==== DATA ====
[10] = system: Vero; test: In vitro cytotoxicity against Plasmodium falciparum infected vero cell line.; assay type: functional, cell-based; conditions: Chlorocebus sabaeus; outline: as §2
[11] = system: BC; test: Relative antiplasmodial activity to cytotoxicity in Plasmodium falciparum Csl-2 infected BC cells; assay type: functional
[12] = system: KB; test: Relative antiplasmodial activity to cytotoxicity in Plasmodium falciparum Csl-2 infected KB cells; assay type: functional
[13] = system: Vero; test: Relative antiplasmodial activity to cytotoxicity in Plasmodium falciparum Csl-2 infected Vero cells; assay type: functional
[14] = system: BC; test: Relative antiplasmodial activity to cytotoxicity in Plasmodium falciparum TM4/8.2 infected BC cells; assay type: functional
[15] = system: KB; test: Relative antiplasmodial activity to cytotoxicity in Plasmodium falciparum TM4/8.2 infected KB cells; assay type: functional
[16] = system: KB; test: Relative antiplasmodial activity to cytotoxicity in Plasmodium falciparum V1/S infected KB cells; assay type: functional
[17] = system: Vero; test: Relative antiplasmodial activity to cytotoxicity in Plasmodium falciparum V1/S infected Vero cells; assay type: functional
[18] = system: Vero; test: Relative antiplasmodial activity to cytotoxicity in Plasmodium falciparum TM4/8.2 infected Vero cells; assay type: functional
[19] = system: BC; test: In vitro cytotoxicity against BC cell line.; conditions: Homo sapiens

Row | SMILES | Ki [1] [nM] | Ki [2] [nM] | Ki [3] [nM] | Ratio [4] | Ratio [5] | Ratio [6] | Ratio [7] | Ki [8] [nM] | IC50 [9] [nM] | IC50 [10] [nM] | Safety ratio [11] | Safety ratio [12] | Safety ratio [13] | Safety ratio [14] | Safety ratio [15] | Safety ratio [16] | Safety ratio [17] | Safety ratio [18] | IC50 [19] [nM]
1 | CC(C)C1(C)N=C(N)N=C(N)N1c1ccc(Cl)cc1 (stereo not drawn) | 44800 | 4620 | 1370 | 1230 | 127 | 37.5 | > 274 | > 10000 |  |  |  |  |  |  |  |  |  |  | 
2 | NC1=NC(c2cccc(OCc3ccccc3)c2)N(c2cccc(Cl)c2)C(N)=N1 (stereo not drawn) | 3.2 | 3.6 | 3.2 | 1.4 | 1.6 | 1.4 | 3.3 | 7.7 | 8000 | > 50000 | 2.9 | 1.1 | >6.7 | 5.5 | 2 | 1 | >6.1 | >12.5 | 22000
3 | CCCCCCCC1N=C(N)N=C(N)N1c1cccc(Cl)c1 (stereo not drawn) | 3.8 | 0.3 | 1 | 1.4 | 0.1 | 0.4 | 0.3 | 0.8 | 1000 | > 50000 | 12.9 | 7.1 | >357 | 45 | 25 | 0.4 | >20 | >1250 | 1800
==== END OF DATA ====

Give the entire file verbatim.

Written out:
[10] = system: Vero; test: In vitro cytotoxicity against Plasmodium falciparum infected vero cell line.; assay type: functional, cell-based; conditions: Chlorocebus sabaeus; outline: as §2
[11] = system: BC; test: Relative antiplasmodial activity to cytotoxicity in Plasmodium falciparum Csl-2 infected BC cells; assay type: functional
[12] = system: KB; test: Relative antiplasmodial activity to cytotoxicity in Plasmodium falciparum Csl-2 infected KB cells; assay type: functional
[13] = system: Vero; test: Relative antiplasmodial activity to cytotoxicity in Plasmodium falciparum Csl-2 infected Vero cells; assay type: functional
[14] = system: BC; test: Relative antiplasmodial activity to cytotoxicity in Plasmodium falciparum TM4/8.2 infected BC cells; assay type: functional
[15] = system: KB; test: Relative antiplasmodial activity to cytotoxicity in Plasmodium falciparum TM4/8.2 infected KB cells; assay type: functional
[16] = system: KB; test: Relative antiplasmodial activity to cytotoxicity in Plasmodium falciparum V1/S infected KB cells; assay type: functional
[17] = system: Vero; test: Relative antiplasmodial activity to cytotoxicity in Plasmodium falciparum V1/S infected Vero cells; assay type: functional
[18] = system: Vero; test: Relative antiplasmodial activity to cytotoxicity in Plasmodium falciparum TM4/8.2 infected Vero cells; assay type: functional
[19] = system: BC; test: In vitro cytotoxicity against BC cell line.; conditions: Homo sapiens

Row | SMILES | Ki [1] [nM] | Ki [2] [nM] | Ki [3] [nM] | Ratio [4] | Ratio [5] | Ratio [6] | Ratio [7] | Ki [8] [nM] | IC50 [9] [nM] | IC50 [10] [nM] | Safety ratio [11] | Safety ratio [12] | Safety ratio [13] | Safety ratio [14] | Safety ratio [15] | Safety ratio [16] | Safety ratio [17] | Safety ratio [18] | IC50 [19] [nM]
1 | CC(C)C1(C)N=C(N)N=C(N)N1c1ccc(Cl)cc1 (stereo not drawn) | 44800 | 4620 | 1370 | 1230 | 127 | 37.5 | > 274 | > 10000 |  |  |  |  |  |  |  |  |  |  | 
2 | NC1=NC(c2cccc(OCc3ccccc3)c2)N(c2cccc(Cl)c2)C(N)=N1 (stereo not drawn) | 3.2 | 3.6 | 3.2 | 1.4 | 1.6 | 1.4 | 3.3 | 7.7 | 8000 | > 50000 | 2.9 | 1.1 | >6.7 | 5.5 | 2 | 1 | >6.1 | >12.5 | 22000
3 | CCCCCCCC1N=C(N)N=C(N)N1c1cccc(Cl)c1 (stereo not drawn) | 3.8 | 0.3 | 1 | 1.4 | 0.1 | 0.4 | 0.3 | 0.8 | 1000 | > 50000 | 12.9 | 7.1 | >357 | 45 | 25 | 0.4 | >20 | >1250 | 1800